The first step is to make sure it is clear that you have ties to Minnesota on your resume. Otherwise, the firms will never know (especially if you're going through OCI). Once you get the interview, just be ready for the "Why Minnesota" question.

How do MN firms look at journals that are not law review? Favorably?

Very favorably. A generic law review is obviously better, but any journal is looked upon favorably, as does moot court if you want to do litigation.

At OCI, is it best to specify a practice area? Or typically since MN firms are a bit smaller, is it best to be open to more areas? I am interested in transactional more than litigation, but don't want to pigeon-hole myself out of a job.

If you are looking at Robins or another lit heavy firm, then you'll want to specify why you want to do lit. At the bigger full-service firms, it is good to say you want a summer experience where you will have opportunities to touch on a variety of practice areas. The exception would be if you want to do IP, which there is great demand for in MN (if you have a hard science background).

Lastly, do you know anything about Winthrop and what type of candidate they look for? Grades, etc.

Winthrop is similar to many other midsized firms. They are fairly conservative, but from a T14 you should be fine if you're in the top 1/3, maybe top 1/2.

Keep in mind, getting a position can be fairly subjective. It isn't all about the numbers, as someone else said. You'll want to interview with as many firms as possible just in case you have a bad interview somewhere or you end up not connecting with the interviewer.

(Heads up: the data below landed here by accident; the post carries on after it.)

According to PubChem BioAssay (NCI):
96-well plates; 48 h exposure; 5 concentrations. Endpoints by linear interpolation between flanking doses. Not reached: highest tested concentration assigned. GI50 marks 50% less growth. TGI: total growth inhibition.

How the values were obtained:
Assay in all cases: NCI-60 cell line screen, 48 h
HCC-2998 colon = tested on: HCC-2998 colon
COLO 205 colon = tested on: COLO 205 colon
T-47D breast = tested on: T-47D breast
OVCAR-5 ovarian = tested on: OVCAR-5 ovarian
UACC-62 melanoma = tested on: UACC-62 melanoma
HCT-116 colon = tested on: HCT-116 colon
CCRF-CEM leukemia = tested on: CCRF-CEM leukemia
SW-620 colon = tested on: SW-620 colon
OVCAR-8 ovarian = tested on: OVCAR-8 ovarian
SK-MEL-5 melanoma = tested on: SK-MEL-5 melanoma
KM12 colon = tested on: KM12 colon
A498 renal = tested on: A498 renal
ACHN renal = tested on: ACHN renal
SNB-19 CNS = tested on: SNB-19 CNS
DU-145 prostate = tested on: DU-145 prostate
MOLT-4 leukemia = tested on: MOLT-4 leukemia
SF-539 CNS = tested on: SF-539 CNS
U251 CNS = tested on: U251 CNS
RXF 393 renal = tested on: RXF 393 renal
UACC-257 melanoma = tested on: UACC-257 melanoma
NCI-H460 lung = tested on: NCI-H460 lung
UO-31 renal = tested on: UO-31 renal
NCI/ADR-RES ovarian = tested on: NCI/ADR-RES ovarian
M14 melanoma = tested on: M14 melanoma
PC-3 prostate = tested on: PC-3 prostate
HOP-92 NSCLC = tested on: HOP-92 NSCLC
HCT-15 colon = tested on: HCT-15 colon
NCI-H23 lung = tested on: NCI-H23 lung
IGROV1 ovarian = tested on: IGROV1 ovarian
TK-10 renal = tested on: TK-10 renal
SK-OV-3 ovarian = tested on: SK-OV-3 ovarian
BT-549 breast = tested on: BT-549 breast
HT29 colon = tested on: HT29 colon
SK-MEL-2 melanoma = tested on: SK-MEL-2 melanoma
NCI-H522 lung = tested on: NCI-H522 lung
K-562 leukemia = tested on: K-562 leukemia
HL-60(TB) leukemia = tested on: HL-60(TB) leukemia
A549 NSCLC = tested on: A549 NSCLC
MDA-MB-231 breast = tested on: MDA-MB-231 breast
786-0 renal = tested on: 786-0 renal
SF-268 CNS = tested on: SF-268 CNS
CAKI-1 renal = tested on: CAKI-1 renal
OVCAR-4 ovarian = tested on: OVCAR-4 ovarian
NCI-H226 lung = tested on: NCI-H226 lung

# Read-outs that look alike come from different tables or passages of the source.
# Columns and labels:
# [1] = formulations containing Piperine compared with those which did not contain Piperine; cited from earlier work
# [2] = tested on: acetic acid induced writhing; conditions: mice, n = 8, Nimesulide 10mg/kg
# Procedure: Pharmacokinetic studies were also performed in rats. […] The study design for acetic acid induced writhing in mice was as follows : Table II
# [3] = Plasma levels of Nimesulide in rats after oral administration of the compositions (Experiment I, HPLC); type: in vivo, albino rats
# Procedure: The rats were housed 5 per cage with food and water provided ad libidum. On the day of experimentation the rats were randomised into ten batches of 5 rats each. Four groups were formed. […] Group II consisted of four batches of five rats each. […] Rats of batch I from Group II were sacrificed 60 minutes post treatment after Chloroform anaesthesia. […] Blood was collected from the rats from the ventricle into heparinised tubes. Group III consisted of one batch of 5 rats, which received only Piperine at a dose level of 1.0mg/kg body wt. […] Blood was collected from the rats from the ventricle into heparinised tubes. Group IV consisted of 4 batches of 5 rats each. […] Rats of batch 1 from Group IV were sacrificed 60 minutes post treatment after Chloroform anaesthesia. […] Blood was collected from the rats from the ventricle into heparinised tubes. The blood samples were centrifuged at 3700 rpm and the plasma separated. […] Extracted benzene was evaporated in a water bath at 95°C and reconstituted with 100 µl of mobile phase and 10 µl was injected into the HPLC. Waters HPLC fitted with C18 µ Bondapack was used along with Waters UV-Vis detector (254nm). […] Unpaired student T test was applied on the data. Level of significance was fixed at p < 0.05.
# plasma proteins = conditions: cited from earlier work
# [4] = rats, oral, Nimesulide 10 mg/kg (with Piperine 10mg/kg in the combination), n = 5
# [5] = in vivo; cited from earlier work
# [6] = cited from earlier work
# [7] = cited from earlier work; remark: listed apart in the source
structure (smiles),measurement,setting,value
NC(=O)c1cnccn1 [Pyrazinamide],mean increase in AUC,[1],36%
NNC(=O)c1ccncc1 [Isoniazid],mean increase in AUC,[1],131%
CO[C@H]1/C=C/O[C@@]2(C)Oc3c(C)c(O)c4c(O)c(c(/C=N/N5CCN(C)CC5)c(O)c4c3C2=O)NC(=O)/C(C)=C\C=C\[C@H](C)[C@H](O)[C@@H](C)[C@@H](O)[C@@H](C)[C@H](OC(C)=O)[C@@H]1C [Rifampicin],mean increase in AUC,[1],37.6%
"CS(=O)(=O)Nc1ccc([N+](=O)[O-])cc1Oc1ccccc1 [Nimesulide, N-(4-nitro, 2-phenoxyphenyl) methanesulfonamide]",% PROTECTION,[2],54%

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rickgrimes69
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Re: The Minnesota Legal Market - UMN, WM, UST, HM, Iowa/Wisc

Postby rickgrimes69 » Wed Jun 27, 2012 9:26 pm

MinnesotaBigLaw11 wrote:How do MN firms look at journals that are not law review? Favorably?

Very favorably. A generic law review is obviously better, but any journal is looked upon favorably, as does moot court if you want to do litigation.


Is there truth to the statement that firms only care about moot court if you compete well?

MinnesotaBigLaw11
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Re: The Minnesota Legal Market - UMN, WM, UST, HM, Iowa/Wisc

Postby MinnesotaBigLaw11 » Thu Jun 28, 2012 2:25 pm

rickgrimes69 wrote:
MinnesotaBigLaw11 wrote:How do MN firms look at journals that are not law review? Favorably?

Very favorably. A generic law review is obviously better, but any journal is looked upon favorably, as does moot court if you want to do litigation.


Is there truth to the statement that firms only care about moot court if you compete well?


We only care that you gained some experience doing moot court. The better you do, the more favorable we'll look upon your experience, but no one is going to judge you based on your performance before we've had a chance to actually train you.

MNbound
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Re: The Minnesota Legal Market - UMN, WM, UST, HM, Iowa/Wisc

Postby MNbound » Mon Jul 23, 2012 2:00 am

This was posted in the U of M application page but its very applicable here as well.

http://www.startribune.com/featuredColu ... 00916.html

umnumnumn
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Re: The Minnesota Legal Market - UMN, WM, UST, HM, Iowa/Wisc

Postby umnumnumn » Thu Jul 26, 2012 3:52 pm

my girlfriend is top 10% and LR at UMN. do you think she will have her pick from among the big firms in MPLS?

UndecidedMN
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Re: The Minnesota Legal Market - UMN, WM, UST, HM, Iowa/Wisc

Postby UndecidedMN » Mon Jul 30, 2012 10:09 pm

Hello,

I am currently accepted as a transfer student at U of M. I am currently a student at William Mitchell on a scholarship. Is it worth it to transfer? The money will be about the same between the two (maybe 10K more at U).. Is there a greater prestige at the U? I will probably be in the twin cities metro area looking for a job, however I may look beyond it. My grades are very good, top 15%. Just wondering the pros and cons and need to decide if it is really worth it to transfer.